I answer to this user in the Forum, as he posted this question here before sending me (and others, I guess....) a private mail that is simply a copy-and-paste of this message.
I don't know what has been 'wired' to convert the frequency to use this 927 at home: if it is an 'inverter'
, why are the capacitors still there? Anyway changing them is easy, a pack of original replacements are available from the German EMT specialists.
IMHO, I have no certainty that this is a genuine 927D. The centre spindle is not what I had on mine (the original one is quite 'thin', 5 mm to allow for a precise centering of the vynil grooves: see a similar item fitted on a 927F at http://www.stefanopasini.it/EMT_index_927.htm
) and this can be fitted on any 927, as the glass platter. The screwed-on chassis plate means little or nothing to us, as the number of this pre-1961 machine is not listed in today's EMT archives. The only original engraving is '927st'.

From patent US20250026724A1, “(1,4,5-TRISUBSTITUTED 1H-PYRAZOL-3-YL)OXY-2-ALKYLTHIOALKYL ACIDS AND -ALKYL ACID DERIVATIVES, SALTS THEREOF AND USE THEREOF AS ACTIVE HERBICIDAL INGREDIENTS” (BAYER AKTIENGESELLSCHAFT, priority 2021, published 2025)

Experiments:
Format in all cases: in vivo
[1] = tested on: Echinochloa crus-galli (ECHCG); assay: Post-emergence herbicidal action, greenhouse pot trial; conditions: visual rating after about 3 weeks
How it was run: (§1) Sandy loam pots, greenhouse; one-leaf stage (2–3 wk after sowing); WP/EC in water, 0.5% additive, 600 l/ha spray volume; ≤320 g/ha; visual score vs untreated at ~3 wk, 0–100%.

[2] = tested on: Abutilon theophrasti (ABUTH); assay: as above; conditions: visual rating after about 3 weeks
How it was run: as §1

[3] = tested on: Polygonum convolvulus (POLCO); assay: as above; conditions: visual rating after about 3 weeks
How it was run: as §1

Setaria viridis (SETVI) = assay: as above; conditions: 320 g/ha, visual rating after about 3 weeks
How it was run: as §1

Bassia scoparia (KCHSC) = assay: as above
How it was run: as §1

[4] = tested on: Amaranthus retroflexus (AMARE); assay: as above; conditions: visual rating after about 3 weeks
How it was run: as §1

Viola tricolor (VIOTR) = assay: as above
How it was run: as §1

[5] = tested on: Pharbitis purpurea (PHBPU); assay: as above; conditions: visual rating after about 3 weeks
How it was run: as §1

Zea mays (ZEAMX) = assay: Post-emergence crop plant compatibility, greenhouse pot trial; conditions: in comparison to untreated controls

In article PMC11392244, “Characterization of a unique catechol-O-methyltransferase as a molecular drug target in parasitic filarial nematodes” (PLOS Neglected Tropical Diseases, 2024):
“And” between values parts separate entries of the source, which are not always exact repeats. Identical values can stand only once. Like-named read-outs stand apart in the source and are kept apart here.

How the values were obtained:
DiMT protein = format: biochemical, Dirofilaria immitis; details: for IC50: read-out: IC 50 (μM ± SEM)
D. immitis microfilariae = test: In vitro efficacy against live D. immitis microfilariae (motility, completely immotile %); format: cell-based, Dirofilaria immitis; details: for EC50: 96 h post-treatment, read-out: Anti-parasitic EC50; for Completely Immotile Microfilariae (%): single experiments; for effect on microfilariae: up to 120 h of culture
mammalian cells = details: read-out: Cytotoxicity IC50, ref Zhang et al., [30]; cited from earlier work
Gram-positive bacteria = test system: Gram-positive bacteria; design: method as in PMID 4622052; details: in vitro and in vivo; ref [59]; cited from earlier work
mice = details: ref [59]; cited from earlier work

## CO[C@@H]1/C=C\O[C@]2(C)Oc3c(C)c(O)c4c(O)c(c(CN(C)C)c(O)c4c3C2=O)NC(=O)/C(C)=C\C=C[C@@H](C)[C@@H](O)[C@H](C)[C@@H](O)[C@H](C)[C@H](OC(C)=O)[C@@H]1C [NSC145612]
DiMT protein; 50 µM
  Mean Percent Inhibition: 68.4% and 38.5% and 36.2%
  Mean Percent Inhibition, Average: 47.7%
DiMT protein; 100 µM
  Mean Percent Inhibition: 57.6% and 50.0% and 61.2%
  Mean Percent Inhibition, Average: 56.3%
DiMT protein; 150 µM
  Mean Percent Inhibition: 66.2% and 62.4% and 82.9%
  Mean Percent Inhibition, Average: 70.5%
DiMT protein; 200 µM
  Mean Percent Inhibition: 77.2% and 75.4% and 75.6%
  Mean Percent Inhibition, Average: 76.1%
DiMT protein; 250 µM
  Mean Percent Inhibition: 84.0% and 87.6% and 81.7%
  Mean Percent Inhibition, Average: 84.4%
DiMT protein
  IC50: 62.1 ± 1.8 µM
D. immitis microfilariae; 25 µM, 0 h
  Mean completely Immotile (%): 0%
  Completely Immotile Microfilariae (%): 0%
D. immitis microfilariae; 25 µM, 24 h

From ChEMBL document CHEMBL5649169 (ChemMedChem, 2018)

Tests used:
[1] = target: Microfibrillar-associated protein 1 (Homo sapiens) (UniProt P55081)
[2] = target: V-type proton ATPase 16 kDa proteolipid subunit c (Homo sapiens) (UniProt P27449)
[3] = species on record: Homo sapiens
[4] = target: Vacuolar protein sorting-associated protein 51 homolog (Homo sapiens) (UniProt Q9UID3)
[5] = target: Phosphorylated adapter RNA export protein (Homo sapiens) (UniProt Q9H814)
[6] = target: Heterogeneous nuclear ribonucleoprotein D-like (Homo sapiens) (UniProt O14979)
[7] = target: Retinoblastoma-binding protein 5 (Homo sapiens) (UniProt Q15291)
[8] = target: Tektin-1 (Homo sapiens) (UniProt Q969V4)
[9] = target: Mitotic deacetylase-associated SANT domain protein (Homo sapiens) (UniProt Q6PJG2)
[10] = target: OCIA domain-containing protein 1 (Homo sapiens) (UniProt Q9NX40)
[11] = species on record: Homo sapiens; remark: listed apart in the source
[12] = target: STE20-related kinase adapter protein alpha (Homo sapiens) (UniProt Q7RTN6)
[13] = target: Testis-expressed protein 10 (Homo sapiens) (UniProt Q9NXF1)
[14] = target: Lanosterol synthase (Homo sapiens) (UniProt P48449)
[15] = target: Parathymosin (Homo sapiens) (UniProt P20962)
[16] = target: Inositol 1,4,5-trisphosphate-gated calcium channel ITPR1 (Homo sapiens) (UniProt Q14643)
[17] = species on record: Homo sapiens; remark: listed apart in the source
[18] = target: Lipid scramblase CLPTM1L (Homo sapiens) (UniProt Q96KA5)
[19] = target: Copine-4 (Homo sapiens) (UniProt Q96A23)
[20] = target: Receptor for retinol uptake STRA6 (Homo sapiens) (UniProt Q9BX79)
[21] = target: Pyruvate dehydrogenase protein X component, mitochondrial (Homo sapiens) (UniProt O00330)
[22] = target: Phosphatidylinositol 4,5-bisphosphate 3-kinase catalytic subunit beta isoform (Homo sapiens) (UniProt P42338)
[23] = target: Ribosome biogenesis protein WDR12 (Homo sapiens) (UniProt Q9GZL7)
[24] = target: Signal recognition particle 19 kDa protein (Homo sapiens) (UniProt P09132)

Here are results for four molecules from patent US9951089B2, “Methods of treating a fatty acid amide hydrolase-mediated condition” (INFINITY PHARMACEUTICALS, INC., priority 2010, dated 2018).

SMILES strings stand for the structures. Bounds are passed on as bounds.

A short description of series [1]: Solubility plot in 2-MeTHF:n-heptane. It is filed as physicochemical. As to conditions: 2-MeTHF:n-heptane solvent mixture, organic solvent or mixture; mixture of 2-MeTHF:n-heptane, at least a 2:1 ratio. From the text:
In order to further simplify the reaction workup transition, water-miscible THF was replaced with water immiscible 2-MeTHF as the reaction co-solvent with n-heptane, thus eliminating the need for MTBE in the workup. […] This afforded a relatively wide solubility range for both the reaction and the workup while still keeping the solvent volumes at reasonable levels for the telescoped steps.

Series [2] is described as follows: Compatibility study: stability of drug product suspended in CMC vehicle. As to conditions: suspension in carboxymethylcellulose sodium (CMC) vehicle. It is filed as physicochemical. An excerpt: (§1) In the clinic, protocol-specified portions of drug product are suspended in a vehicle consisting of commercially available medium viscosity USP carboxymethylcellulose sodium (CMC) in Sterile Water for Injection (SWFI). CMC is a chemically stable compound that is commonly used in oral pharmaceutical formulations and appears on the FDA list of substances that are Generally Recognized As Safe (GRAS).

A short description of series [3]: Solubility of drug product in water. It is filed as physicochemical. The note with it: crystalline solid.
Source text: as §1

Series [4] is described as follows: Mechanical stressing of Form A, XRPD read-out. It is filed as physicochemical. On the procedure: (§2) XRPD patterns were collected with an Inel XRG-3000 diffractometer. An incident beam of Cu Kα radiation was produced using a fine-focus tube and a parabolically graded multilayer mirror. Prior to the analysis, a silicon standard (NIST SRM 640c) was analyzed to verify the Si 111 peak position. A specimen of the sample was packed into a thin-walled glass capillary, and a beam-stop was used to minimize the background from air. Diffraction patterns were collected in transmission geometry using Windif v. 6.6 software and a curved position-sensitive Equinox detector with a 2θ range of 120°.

Looking at the pics give me some more food for thought. Fitting a non-original tonearm, intead of its original Ortofon (the ONLY tonearm for this series of 927), compromises quite seriously the sound quality of what could be a great turntable. Moreover, using it as it rests on its lower metal 'utility' frame furtherly degrades its sound: the instructions for every idler-wheel EMT recommends suspending it in an appropriate custom-made console, resting on four rubber corners provided under the four corners of the main (grey) chassis.
I suspect that this 927st, in the present conditions, sounds more or less like a 938, and surely not better than a good 124.
I would be very curious to see what a R37 is, and there is NO 'R82'....